In 2006, Professor Paul Cobb of Vanderbilt University approached Michael Sorum—then the chief academic officer of Fort Worth Independent School District—to participate in a study. Sorum declined. His office was inundated with requests from researchers, and he had had too many experiences with researchers who treated districts as objects to be studied—drawing down staff time and resources, without providing findings that could inform the district’s work. But Cobb was persistent and ultimately persuasive. His team did their homework. They knew the district: its goals, challenges, and students. And, they were not in Fort Worth merely to test out their academic theories. They also wanted to learn about the district’s theory of action, its capacities, and its strategies for improving middle school math. Cobb didn’t want to just do research on the district; he wanted to do research with the district.
These conversations spawned the Middle-school Mathematics and the Institutional Setting of Teaching (MIST) partnership. Several times each year, Cobb’s team travels to Fort Worth, Texas. They interview district leaders about their middle school math strategies. Then they collect data on how those strategies are playing out in schools and classrooms. At the end of the school year, they meet with district leaders to discuss what they learned. The district leaders and researchers deliberate over the findings and decide how to adjust the district’s work the following year. Then they repeat the cycle in an ongoing process of continuous improvement.
Sorum reports that the research-practice partnership contributed to a smooth implementation of a new math curriculum and gradual increases in student achievement. It has also had other unexpected benefits. Senior district staff experienced professional growth and fulfillment in jobs that are often tense and challenging. The partnership provided stability to the district as staff turned over. And the partnership helped the district focus on making continuous incremental improvements rather than chasing the next silver bullet.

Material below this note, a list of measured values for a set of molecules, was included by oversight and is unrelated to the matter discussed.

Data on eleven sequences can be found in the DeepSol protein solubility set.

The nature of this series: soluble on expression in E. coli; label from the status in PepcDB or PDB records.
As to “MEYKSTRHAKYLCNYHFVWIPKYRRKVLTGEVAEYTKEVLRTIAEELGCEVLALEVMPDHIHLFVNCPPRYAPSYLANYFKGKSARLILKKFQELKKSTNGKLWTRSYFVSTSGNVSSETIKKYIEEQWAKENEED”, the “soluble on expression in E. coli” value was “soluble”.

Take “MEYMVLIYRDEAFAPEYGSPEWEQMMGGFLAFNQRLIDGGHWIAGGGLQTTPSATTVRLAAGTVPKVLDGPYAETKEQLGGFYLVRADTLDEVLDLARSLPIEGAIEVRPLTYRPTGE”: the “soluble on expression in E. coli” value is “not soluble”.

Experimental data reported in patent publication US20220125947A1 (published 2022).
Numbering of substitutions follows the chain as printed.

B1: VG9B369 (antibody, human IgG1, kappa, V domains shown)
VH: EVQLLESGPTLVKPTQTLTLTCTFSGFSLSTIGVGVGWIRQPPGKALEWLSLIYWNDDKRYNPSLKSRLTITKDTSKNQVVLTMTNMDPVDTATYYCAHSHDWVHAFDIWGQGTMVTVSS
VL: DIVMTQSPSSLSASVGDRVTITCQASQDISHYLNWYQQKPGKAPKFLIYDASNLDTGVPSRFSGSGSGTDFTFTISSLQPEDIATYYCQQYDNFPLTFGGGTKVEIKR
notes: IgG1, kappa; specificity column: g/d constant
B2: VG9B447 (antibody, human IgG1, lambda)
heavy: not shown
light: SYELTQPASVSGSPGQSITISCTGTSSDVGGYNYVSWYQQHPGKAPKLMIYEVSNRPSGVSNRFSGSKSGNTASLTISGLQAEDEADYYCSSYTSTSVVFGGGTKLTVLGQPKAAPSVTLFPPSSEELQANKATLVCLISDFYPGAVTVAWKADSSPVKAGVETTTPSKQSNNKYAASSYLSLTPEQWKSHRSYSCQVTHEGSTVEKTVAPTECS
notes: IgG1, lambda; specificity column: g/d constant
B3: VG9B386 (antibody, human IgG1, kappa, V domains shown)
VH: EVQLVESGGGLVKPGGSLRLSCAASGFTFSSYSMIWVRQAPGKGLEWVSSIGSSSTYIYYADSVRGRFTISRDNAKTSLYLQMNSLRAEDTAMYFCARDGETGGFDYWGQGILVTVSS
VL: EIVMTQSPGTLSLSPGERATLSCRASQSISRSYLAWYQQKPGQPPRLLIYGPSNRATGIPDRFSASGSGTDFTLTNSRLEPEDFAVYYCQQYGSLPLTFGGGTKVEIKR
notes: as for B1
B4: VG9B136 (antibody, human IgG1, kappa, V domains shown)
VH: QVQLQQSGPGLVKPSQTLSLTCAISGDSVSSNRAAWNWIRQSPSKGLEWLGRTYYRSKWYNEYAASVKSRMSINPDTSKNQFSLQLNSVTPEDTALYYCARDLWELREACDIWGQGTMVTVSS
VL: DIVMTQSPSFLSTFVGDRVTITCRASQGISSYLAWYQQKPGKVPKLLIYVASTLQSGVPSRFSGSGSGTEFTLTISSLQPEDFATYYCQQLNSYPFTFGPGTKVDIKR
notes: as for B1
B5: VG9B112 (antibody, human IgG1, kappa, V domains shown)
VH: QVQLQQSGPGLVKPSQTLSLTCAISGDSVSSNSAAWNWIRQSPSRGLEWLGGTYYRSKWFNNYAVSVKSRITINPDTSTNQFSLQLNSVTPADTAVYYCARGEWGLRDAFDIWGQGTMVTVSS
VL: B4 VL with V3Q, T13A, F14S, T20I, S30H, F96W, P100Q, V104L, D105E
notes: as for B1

Most people would acknowledge that learning is not just about transmitting facts. We eschew the idea that teachers should simply deposit knowledge into the heads of students. Instead, we hope that education will expand students’ understanding of the world and encourage them to discover new ideas and observe how they play out in the world.
Yet when it comes to learning from research evidence, the process is frequently over-simplified. Too often, the problem has been framed as being about dissemination: researchers just need to get their findings into the hands of policymakers and practitioners. But just as children’s learning is not simply a matter of teachers depositing knowledge into students’ heads, adults’ use of research is not merely about researchers transmitting findings to educators. Using research evidence is about learning. It is a process whereby people revise their internal representations of the world in light of new information. Using research is an active and dynamic process. It is influenced by people’s prior experience. It takes place both cognitively within a person, as well as socially through interactions between people.
We need to move from a mindset around dissemination to engagement. Policymakers and practitioners need opportunities to discuss research in order to apply findings. They want to talk with peers that they trust. They also benefit from interacting with researchers. This is not about disseminating research; it’s about dialogue. District leaders will always have questions about how research applies to their local context and needs. Researchers will not always have the answers to those questions, but they can bring their broader knowledge of the research literature to the conversation. Moreover, by engaging with policymakers, researchers learn ways to make their research agendas more policy-relevant.
Building research evidence need not fall only to researchers. The Carnegie Foundation for the Advancement of Teaching has been advocating for an improvement science approach, wherein researchers and practitioners collaborate in building and applying knowledge to improve educational outcomes. Through Plan-Do-Study-Act cycles, the roles of researchers and practitioners become blended. Both contribute to setting hypotheses and testing whether change ideas yield actual improvements.
The partnership between Paul Cobb, Michael Sorum, and their colleagues exemplifies the ways researchers and district leaders can learn together by building and using research evidence. Cobb and his academic colleagues contribute expertise based on social science theories, carefully collected data, and rigorous analyses. The district leaders and educators bring their own theories of action, experience with prior reforms, deep knowledge of their context, and judgments about what is feasible. They learn from each other and from the research evidence they are generating.